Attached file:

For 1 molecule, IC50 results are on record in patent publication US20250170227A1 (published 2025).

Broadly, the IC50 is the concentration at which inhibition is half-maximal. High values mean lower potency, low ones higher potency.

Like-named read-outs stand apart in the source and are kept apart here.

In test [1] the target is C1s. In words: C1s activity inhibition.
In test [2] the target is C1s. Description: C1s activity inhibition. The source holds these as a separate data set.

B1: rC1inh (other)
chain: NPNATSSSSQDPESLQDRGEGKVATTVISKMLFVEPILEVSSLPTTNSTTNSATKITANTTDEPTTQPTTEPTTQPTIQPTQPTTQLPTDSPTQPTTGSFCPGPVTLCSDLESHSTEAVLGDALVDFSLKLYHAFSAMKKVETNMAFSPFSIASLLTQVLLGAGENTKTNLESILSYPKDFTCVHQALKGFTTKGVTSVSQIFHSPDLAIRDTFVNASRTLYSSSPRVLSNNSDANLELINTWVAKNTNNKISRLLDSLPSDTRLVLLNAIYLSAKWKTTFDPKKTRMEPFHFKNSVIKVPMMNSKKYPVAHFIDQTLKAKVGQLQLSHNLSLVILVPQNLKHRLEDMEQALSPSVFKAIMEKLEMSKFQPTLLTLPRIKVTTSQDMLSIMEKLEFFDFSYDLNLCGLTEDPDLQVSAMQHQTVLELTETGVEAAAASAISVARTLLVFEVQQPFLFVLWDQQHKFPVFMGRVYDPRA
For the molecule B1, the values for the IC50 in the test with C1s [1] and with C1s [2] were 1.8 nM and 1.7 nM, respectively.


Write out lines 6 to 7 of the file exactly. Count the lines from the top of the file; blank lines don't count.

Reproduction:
B1: rC1inh (other)
chain: NPNATSSSSQDPESLQDRGEGKVATTVISKMLFVEPILEVSSLPTTNSTTNSATKITANTTDEPTTQPTTEPTTQPTIQPTQPTTQLPTDSPTQPTTGSFCPGPVTLCSDLESHSTEAVLGDALVDFSLKLYHAFSAMKKVETNMAFSPFSIASLLTQVLLGAGENTKTNLESILSYPKDFTCVHQALKGFTTKGVTSVSQIFHSPDLAIRDTFVNASRTLYSSSPRVLSNNSDANLELINTWVAKNTNNKISRLLDSLPSDTRLVLLNAIYLSAKWKTTFDPKKTRMEPFHFKNSVIKVPMMNSKKYPVAHFIDQTLKAKVGQLQLSHNLSLVILVPQNLKHRLEDMEQALSPSVFKAIMEKLEMSKFQPTLLTLPRIKVTTSQDMLSIMEKLEFFDFSYDLNLCGLTEDPDLQVSAMQHQTVLELTETGVEAAAASAISVARTLLVFEVQQPFLFVLWDQQHKFPVFMGRVYDPRA